Dewey Re-Imagines the Library...Food for Thought for the Learning Theater?
John Dewey in Chapter Three of his book School and Society, offers a diagram of the school that is creative re-imagining of how we could better specially design schools. Of particular interest, is the centrality of the library and the role he sees the library playing. I thought everyone might be curious to see his ideas!
The school building has swelled out, so to speak, the surrounding environment remaining the same, the home, the garden and country, the relation to business life and the university. The object is to show what the school must become to get out of its isolation and secure the organic connection with social life of which we have been speaking. [...] The center represents the manner in which all come together in the library; that is to say, in a collection of the intellectual resources of all kinds that throw light upon the practical work, that give it meaning and liberal value. If the four corners represent practice, the interior represents the theory of the practical activities. [...]
Diagram of the layout of the University of Chicago's experimental school (see attached)
The child can carry over what he learns in the home and utilize it in the school; and the things learned in the school he applies at home. These are the two great things in breaking down isolation, in getting connection -- to have the child come to school with all the experience he has got outside the school, and to leave it with something to be immediately used in his everyday life. The child comes to the traditional school with a healthy body and a more or less unwilling mind, though, in fact, he does not bring both his body and mind with him; he has to leave his mind behind, because there is no way to use it in the school. If he had a purely abstract mind, he could bring it to school with him, but his is a concrete one, interested in concrete things, and unless these things get over into school life, he cannot take his mind with him. What we want is to have the child come to school with a whole mind and a whole body, and leave school with a fuller mind and an even healthier body. And speaking of the body suggests that, while there is no gymnasium in these diagrams, the active life carried on in its four corners brings with it constant physical exercise, while our gymnasium proper will deal with the particular weaknesses of children and their correction, and will attempt more consciously to build up the thoroughly sound body as the abode of the sound mind.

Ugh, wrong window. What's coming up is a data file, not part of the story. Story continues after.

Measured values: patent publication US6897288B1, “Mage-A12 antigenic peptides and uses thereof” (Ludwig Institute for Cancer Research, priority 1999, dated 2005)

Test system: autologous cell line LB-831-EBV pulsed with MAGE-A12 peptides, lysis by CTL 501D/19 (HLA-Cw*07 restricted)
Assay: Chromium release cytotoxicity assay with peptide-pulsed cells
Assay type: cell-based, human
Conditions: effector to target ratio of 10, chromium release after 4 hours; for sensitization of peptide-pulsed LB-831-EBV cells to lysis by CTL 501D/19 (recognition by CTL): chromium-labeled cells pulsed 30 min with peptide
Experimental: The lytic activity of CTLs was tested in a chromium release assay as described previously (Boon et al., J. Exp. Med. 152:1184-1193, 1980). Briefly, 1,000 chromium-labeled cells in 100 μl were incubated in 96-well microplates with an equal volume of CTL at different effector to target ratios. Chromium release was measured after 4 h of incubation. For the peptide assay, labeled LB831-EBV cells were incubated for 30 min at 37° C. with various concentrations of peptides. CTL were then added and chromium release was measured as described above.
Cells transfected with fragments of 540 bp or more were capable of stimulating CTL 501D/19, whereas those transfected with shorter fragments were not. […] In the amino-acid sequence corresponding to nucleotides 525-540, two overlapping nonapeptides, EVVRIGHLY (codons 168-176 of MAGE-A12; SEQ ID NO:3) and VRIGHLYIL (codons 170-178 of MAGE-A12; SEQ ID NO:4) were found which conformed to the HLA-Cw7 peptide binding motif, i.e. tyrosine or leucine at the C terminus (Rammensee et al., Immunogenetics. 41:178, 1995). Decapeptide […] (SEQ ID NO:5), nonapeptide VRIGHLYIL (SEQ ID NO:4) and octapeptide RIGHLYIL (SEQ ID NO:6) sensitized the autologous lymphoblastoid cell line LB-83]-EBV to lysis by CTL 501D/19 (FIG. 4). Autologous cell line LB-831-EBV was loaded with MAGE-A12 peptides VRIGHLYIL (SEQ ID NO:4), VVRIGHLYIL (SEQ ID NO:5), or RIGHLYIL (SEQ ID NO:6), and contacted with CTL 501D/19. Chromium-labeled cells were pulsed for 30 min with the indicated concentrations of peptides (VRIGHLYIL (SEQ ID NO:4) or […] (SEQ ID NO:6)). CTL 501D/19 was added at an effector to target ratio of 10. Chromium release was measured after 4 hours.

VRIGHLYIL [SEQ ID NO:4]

[...] To go back to the square which is marked the library (Chart III, A): if you imagine rooms half in the four corners and half in the library, you will get the idea of the recitation room. That is the place where the children bring the experiences, the problems, the questions, the particular facts which they have found, and discuss them so that new light may be thrown upon them, particularly new light from the experience of others, the accumulated wisdom of the- world -- symbolized in the library. Here is the organic relation of theory and practice; the child not simply doing things, but getting also the idea of what he does; getting from the start some intellectual conception that enters into his practice and enriches it; while every idea finds, directly or indirectly, some application in experience, and has some effect upon life. This, I need hardly say, fixes the position of the "book" or reading in education. Harmful as a substitute for experience, it is all-important in interpreting and expanding experience.
The other chart (see attached) illustrates precisely the same idea. It gives the symbolic upper story of this ideal school. In the upper corners are the laboratories; in the lower corners are the studios for art work, both the graphic and auditory arts.